Keywords

Water quality; TMDL; dissolved oxygen; eutrophication; waste load allocation

Location

Session H2: Water Resources Management and Planning - Modeling and Software for Improving Decisions and Engaging Stakeholders

Start Date

18-6-2014 9:00 AM

End Date

18-6-2014 10:20 AM

Abstract

A one-dimensional link-node model was used to simulate water quality conditions in the tidally­-influenced, deep water ship channel (DWSC) of the San Joaquin River located in Central California. The DWSC has been plagued with low dissolved oxygen (DO) conditions for decades and is currently a focus of restoration efforts. The model was calibrated using a six-year flow and water quality data set. Model simulations were run by removing the mass loads of each of the following major sources of oxygen depletion to determine the effects: elimination of the deepened ship channel (i.e., restore to its pre­ existing depth), elimination of import of oxygen-demanding substances (ODS) from the San Joaquin River watershed, elimination of import of ODS from the urban tributaries, and elimination of discharge of ODS from the City of Stockton regional wastewater control facility. The model results suggest that elimination of the deepened ship channel resulted in the best projected improvement relative to the modelled baseline with a predicted 55% improvement, while reducing ODS from the watershed would likely cause a 44% improvement. These results demonstrate that there are multiple contributing factors causing low DO in the DWSC and that removal or elimination of any single variable will not result in a complete resolution of low DO events.

 
Jun 18th, 9:00 AM Jun 18th, 10:20 AM

Use of a One-Dimensional Link-Node Model to Develop Total Maximum Daily Load Strategies for the San Joaquin River Estuary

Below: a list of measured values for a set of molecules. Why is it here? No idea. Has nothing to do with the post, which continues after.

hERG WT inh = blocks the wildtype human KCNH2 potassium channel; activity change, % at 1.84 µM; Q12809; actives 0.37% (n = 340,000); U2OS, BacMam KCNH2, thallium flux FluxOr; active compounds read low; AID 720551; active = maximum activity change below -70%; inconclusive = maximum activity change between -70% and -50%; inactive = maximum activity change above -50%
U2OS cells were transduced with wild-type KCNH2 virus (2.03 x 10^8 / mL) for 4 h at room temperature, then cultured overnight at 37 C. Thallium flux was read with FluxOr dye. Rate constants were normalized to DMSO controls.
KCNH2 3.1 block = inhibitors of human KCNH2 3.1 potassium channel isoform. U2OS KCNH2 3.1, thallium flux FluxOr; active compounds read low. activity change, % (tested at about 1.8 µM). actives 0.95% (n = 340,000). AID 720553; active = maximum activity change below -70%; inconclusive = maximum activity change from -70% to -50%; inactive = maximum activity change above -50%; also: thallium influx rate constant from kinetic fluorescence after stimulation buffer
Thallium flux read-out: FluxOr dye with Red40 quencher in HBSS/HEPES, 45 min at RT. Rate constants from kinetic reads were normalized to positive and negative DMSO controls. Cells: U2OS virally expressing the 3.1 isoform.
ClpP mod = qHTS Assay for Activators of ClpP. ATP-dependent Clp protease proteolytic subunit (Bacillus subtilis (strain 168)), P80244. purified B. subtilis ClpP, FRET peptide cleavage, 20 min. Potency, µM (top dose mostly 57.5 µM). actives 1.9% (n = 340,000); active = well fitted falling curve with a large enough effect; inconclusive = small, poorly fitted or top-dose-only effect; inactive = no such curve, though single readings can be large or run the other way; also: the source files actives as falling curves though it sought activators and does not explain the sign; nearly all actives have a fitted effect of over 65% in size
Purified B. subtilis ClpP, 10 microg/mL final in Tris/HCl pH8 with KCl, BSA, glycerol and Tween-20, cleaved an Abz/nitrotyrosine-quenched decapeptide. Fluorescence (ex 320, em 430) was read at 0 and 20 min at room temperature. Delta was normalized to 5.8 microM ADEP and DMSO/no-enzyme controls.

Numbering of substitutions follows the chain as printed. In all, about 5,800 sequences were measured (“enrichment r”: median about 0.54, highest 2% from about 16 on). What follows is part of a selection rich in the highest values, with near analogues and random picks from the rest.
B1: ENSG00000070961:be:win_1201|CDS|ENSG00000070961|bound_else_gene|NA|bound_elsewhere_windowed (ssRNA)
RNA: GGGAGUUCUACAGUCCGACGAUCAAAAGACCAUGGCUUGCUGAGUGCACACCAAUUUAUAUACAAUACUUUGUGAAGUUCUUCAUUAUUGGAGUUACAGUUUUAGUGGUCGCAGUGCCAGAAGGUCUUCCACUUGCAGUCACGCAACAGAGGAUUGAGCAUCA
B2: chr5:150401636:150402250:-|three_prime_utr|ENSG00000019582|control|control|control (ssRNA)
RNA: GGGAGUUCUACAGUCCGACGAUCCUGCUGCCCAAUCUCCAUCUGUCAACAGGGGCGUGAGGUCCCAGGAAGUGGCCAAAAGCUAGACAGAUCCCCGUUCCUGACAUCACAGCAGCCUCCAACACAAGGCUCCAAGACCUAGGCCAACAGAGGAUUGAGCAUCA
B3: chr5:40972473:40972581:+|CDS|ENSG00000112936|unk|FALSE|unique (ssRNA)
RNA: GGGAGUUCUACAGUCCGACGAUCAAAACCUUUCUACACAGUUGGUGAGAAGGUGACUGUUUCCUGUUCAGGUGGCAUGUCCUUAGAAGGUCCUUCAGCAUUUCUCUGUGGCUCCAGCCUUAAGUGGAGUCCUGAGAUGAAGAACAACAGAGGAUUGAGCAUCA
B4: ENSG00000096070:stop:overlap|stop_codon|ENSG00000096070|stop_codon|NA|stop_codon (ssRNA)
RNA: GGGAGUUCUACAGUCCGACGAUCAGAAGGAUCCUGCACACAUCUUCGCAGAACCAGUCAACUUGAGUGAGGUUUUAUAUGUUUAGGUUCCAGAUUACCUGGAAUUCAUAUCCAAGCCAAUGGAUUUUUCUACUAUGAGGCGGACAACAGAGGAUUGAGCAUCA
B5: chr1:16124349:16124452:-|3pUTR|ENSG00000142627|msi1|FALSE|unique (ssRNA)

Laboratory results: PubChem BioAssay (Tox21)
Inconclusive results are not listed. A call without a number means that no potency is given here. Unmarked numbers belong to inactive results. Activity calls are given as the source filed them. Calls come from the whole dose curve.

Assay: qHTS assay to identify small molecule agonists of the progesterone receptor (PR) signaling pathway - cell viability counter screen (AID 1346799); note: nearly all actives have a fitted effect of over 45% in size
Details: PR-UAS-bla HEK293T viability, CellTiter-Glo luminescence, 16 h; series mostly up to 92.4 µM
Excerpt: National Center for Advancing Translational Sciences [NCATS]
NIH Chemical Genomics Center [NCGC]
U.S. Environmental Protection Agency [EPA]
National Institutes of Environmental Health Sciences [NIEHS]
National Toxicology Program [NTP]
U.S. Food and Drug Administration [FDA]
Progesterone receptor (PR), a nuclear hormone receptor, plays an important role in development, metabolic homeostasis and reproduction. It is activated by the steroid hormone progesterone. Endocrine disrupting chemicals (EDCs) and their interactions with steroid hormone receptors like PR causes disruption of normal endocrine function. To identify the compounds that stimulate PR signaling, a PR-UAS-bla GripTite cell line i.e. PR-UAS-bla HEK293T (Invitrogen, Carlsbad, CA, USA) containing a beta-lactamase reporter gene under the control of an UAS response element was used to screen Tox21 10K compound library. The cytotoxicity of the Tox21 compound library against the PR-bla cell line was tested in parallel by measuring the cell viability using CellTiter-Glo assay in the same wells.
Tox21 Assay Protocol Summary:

Session H2: Water Resources Management and Planning - Modeling and Software for Improving Decisions and Engaging Stakeholders

A one-dimensional link-node model was used to simulate water quality conditions in the tidally­-influenced, deep water ship channel (DWSC) of the San Joaquin River located in Central California. The DWSC has been plagued with low dissolved oxygen (DO) conditions for decades and is currently a focus of restoration efforts. The model was calibrated using a six-year flow and water quality data set. Model simulations were run by removing the mass loads of each of the following major sources of oxygen depletion to determine the effects: elimination of the deepened ship channel (i.e., restore to its pre­ existing depth), elimination of import of oxygen-demanding substances (ODS) from the San Joaquin River watershed, elimination of import of ODS from the urban tributaries, and elimination of discharge of ODS from the City of Stockton regional wastewater control facility. The model results suggest that elimination of the deepened ship channel resulted in the best projected improvement relative to the modelled baseline with a predicted 55% improvement, while reducing ODS from the watershed would likely cause a 44% improvement. These results demonstrate that there are multiple contributing factors causing low DO in the DWSC and that removal or elimination of any single variable will not result in a complete resolution of low DO events.